I am interested in two particular aspects of graphics—sensibility and convention. I believe both to be communicative techniques, but sensibility evokes effects, whereas convention articulates thoughts. Through articulation, I think about the exact meanings that line weights and line types can convey. We are able to communicate cut, directionality, orientation, projection, plane, above/below, surface condition, transparency, layers, and texture—all simply within the conventions of architectural notation that readers mutually agree upon. I think the same about drawings—careful control of lines can produce suggestive messages for the audience to read or misread.

With sensibility, on the other hand, the message may not be as exact. Perhaps the most simplistic dichotomy would be sharp versus soft, as the two sensibilities can evoke different reactions. Furthermore, within soft, there are many, many types of soft curves. I think of the specificity of curve-types to be similar to timbres in music, as it establishes the mood of a composition.

As a young architect, you’ve built a career around being client-less or having a larger audience as your client. What are the benefits and detriments in the development of your work and design agenda?

The benefit of having this career so far is that I have managed to build a portfolio with very little compromises, and was able to really meditate on the architectural effects and issues that I am interested in. This route has allowed me to nurture my thoughts.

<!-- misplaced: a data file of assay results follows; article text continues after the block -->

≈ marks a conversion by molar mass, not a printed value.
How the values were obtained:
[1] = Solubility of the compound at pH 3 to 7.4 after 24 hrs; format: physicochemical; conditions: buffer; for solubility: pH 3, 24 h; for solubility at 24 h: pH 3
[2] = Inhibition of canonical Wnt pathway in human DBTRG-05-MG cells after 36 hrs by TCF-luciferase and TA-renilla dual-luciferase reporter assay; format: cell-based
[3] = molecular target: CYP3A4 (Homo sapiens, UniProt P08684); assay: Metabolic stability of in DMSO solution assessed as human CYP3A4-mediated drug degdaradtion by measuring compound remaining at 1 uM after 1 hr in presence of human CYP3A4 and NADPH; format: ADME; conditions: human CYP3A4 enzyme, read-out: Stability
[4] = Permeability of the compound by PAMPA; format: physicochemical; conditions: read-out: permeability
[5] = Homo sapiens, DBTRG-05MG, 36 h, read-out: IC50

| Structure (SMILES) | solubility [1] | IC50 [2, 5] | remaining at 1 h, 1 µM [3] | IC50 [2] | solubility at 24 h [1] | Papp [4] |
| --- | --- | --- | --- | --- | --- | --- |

The detriment is that I have almost zero money whatsoever. I spend every last cent of my university salary building this practice. The odd grant money or sales of art just does not cover the cost of the office.

Can you give an example of your project process?

As “clientless” as these projects have been, there still were a lot of constraints. With Three Little Worlds, the unattainability of funds vastly dialed back the ambition of the original thought. I began by proposing a comic book that a person can walk into, exploring the relationship between framing, windows, and voyeurism. We went through Kickstarter to fund the project, but it just still was not enough in the end. This process required us to take on the tasks of being designers, fundraisers, and publicists. And for White Elephant (a 2011 installation at Louisville, Kentucky’s LoT exhibition space) we were even partially the fabricators in-house. This life of multi-tasking is extremely exhausting, and I am very much looking forward to having a client. But, perhaps this process has also molded me to be a more creative and versatile problem-solver. This may influence the way I design when actual constraints emerge.